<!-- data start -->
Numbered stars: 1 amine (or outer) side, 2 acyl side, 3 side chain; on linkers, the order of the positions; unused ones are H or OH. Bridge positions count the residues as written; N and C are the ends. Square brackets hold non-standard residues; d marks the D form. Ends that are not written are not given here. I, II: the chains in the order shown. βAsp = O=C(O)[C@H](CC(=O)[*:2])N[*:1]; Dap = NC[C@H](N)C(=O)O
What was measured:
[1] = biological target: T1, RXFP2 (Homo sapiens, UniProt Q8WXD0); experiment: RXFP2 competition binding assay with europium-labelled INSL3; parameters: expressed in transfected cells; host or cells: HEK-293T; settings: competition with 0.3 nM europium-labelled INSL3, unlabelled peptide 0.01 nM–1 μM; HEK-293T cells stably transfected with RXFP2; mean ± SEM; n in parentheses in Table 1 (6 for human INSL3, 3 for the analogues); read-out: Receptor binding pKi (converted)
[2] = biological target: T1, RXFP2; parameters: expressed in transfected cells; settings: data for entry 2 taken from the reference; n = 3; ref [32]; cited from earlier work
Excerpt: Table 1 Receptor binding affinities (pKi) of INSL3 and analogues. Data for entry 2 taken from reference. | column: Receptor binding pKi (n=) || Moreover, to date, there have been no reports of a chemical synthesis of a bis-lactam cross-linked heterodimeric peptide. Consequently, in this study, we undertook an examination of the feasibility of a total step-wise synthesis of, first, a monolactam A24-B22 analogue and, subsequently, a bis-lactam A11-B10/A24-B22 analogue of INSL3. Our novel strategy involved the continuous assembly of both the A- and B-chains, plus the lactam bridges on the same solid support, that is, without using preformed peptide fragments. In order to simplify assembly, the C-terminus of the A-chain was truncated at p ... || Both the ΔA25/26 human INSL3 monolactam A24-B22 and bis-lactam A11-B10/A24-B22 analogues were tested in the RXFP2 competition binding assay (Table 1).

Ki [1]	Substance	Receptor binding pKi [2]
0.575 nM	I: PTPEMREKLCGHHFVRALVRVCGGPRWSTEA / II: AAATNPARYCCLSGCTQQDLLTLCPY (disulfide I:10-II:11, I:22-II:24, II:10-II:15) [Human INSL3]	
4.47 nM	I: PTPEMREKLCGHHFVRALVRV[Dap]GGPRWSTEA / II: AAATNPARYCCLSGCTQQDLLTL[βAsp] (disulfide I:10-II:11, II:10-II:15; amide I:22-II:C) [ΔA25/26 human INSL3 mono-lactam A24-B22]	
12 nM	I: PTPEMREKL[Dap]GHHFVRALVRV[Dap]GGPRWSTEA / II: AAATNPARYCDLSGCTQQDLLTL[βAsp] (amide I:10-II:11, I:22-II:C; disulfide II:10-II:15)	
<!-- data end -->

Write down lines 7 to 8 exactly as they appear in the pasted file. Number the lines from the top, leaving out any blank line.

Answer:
0.575 nM	I: PTPEMREKLCGHHFVRALVRVCGGPRWSTEA / II: AAATNPARYCCLSGCTQQDLLTLCPY (disulfide I:10-II:11, I:22-II:24, II:10-II:15) [Human INSL3]	
4.47 nM	I: PTPEMREKLCGHHFVRALVRV[Dap]GGPRWSTEA / II: AAATNPARYCCLSGCTQQDLLTL[βAsp] (disulfide I:10-II:11, II:10-II:15; amide I:22-II:C) [ΔA25/26 human INSL3 mono-lactam A24-B22]	